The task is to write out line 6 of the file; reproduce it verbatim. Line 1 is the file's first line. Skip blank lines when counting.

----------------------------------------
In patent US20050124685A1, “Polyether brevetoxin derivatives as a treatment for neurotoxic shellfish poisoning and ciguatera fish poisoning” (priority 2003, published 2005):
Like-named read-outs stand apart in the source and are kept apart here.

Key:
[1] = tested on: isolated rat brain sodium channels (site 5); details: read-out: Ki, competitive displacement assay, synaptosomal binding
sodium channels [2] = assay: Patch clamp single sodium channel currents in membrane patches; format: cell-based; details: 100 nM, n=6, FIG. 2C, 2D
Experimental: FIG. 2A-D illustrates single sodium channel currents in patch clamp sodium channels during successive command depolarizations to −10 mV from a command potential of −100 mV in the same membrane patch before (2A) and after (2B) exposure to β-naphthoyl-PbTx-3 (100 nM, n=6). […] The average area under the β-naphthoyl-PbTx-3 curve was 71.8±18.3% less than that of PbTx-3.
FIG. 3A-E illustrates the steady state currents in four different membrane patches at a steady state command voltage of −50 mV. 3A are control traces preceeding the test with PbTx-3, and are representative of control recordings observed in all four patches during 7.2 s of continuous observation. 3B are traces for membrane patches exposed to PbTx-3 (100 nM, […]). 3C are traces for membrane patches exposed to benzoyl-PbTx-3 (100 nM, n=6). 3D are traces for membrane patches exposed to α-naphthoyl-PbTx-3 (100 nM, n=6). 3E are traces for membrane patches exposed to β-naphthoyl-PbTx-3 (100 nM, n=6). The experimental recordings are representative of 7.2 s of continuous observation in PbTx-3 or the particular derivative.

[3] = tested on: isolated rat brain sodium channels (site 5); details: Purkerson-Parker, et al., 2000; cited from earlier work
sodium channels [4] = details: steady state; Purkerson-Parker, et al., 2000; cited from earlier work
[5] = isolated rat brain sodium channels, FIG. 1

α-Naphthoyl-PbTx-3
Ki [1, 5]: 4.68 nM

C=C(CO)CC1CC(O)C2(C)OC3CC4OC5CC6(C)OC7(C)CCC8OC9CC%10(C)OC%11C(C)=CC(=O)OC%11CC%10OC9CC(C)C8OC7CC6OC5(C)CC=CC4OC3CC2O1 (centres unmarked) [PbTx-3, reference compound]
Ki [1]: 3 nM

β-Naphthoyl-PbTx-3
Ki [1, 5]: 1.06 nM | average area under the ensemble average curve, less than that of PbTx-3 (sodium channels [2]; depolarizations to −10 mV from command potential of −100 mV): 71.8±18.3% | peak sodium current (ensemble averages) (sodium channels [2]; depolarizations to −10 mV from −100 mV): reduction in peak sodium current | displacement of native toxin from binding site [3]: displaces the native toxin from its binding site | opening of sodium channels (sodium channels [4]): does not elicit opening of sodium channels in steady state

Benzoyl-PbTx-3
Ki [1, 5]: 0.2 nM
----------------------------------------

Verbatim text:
Experimental: FIG. 2A-D illustrates single sodium channel currents in patch clamp sodium channels during successive command depolarizations to −10 mV from a command potential of −100 mV in the same membrane patch before (2A) and after (2B) exposure to β-naphthoyl-PbTx-3 (100 nM, n=6). […] The average area under the β-naphthoyl-PbTx-3 curve was 71.8±18.3% less than that of PbTx-3.